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Reviewed by:
  • The Minori Cave Expedient Lithic Technology
  • David Bulbeck
The Minori Cave Expedient Lithic Technology. Armand Salvador B. Mijares. Contributions to Archaeology Series. Diliman, Quezon City: University of the Philippines Press, 2002. 114 + xix pp., 23 figures, 36 plates, references, index. ISBN 971-542-373-6.

Minori Cave is a limestone tunnel cave in the Cagayan Valley in northern Luzon. Chamber D, located at one of the cave's two entrances, was excavated by the Philippine [End Page 390] National Museum in 1981–1982, and then by Mijares and another museum researcher in 1999, and they obtained a radiocarbon date on charcoal of around 4600 yr B.P. Most of the stone artifacts are of andesite with a smaller contingent made of chert. During his graduate studies program at the University of New Mexico, Mijares analyzed the technology and use-wear traces of a sample of 110 Minori flakes in the context of studies he undertook on experimentally knapped and utilized andesite and chert flakes. One particular concern of Mijares is to show the likelihood that prehistoric Philippine inhabitants had used andesite flakes as tools, as this would serve as a reprimand to those Philippine archaeologists who routinely ignore andesite artifacts. His second main objective is to investigate the hypothesis that the "stagnant" nature of stone knapping in the Philippines (and elsewhere in Southeast Asia) reflects the prevailing focus on producing expedient stone tools to work the wide range of useful plant material found in the region's forests. These are important matters, and the publication of Mijares' thesis research is a fitting commencement to the Contribution to Archaeology Series set up by the faculty and sta¤ of the Archaeological Studies Program at the University of the Philippines, as Victor Paz (in his capacity as series editor) notes in his preface.

Following standard practice in the Philippines, Mijares defines a flake tool as a flake with, first, a serviceable sharp edge and, second, the appropriate dimensions to be held between thumb and index finger in a way that exposes the sharp edge. This definition would especially apply to Mijares' seventeen experimentally knapped flake tools (eleven of andesite, six of chert) because they are on average longer and wider than the specimens in his sample of Minori flake tools (as recognized by Mijares) and their working edge tends to be more acute. This observation comes from Mijares' tables, which summarize the statistics of eighteen technological variables (eight metrical and ten nominal) for both the Minori and the experimental flakes. The seventeen experimental flakes were then subjected to a range of slicing, sawing, cutting, scraping, whittling, and chopping tasks over periods between 16 and 58 minutes. The utilized edges were observed at 10×, 50×, and 200× magnification and their traces of use wear, in the form of use-scar terminations, presence of polish, and direction of any striations, recorded. Magnification at 200 allowed the most useful observations, and these suggested a relationship between use wear and type of task, at least when carried out on hard plant material (bamboo and rattan); meat cutting left far fewer use-wear traces, especially on the andesite flakes. Finally, the experimentally determined usage signature was sought on Mijares' sample of Minori flakes, and found on 74 percent of the andesite flakes and all of the chert flakes.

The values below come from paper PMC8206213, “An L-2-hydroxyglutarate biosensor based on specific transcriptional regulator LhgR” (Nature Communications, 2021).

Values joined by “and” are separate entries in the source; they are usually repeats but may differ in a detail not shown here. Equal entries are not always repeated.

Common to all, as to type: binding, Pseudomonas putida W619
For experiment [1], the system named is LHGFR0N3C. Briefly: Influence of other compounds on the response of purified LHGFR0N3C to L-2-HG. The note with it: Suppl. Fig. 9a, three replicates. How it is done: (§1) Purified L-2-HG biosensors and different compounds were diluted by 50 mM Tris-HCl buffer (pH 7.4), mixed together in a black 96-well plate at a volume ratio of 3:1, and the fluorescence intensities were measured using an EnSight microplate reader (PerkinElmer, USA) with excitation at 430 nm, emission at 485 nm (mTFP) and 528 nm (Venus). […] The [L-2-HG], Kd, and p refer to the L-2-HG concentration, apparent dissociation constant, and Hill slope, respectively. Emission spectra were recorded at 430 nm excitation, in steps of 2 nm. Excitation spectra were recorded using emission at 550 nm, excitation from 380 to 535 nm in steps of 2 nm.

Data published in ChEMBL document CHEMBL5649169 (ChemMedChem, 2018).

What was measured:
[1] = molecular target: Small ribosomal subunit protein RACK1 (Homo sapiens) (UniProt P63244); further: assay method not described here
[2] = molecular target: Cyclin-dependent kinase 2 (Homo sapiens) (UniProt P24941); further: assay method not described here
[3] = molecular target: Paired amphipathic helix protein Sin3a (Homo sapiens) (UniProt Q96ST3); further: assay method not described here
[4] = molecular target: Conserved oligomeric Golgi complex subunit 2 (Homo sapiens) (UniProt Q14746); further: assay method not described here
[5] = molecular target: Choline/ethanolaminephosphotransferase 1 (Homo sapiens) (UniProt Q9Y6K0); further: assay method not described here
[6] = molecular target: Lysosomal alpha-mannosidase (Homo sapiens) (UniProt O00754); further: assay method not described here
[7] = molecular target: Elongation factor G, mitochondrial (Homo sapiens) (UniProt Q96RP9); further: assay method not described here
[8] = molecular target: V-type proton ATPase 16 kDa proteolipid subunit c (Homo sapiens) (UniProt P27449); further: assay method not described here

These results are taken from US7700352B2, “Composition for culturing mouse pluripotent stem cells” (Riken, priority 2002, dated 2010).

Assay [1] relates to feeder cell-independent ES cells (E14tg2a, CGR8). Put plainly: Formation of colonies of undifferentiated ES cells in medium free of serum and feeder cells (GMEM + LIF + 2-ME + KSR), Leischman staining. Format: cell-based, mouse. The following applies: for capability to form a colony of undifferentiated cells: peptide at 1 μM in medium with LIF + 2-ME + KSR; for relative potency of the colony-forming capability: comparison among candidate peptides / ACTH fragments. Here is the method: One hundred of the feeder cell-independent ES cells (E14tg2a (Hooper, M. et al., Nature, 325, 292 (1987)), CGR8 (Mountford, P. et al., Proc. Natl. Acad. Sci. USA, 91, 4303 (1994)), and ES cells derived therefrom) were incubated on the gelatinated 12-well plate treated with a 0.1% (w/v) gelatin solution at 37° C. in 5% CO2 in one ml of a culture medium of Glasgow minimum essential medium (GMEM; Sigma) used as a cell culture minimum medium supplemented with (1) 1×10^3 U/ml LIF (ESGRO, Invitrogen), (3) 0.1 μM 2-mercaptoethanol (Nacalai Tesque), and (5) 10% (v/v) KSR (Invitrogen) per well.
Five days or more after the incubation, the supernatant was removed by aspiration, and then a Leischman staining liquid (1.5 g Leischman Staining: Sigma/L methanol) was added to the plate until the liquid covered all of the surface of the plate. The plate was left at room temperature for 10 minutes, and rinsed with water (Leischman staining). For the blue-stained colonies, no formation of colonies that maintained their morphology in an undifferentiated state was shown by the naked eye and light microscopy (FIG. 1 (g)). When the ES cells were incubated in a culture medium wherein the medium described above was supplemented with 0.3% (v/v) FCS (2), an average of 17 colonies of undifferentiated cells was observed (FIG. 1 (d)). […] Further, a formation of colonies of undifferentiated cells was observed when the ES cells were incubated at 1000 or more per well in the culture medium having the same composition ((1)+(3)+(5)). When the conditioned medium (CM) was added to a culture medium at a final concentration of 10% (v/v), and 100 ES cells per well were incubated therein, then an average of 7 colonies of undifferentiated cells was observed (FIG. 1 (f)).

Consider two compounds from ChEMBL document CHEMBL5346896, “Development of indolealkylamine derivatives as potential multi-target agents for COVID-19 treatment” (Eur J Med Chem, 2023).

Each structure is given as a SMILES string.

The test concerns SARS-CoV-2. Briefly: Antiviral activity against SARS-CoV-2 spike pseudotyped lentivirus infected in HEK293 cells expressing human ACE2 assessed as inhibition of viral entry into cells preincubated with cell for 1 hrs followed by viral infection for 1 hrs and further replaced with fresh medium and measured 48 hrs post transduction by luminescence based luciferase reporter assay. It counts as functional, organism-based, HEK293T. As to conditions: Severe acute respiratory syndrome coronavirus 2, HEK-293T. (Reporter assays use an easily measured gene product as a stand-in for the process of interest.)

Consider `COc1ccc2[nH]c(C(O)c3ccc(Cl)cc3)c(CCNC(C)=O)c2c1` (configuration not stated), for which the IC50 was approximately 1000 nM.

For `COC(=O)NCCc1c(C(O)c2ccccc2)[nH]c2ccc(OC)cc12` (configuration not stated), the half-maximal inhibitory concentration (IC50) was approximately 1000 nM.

With respect to Mijares' first research objective, he concludes that use-wear traces can be recorded on andesite flakes, especially at magnifications of 200× and higher, even though the procedure is tedious and may involve inspection of individual phenocrysts. However, to explain why a smaller proportion of andesite flakes revealed any use wear compared to chert flakes, Mijares suggests that the prehistoric occupants of Minori had recognized the inferior quality of andesite tools compared to chert tools. Other possible explanations, such as the greater difficulty in recognizing edge wear on andesite compared to chert, especially if a soft material such as flesh had been worked and particularly when we consider the confounding e¤ects of contact with deposit in the site and then (in the case of the flakes excavated in the 1980s) edge damage during curation, are not addressed. With regard to the second research objective, Mijares...


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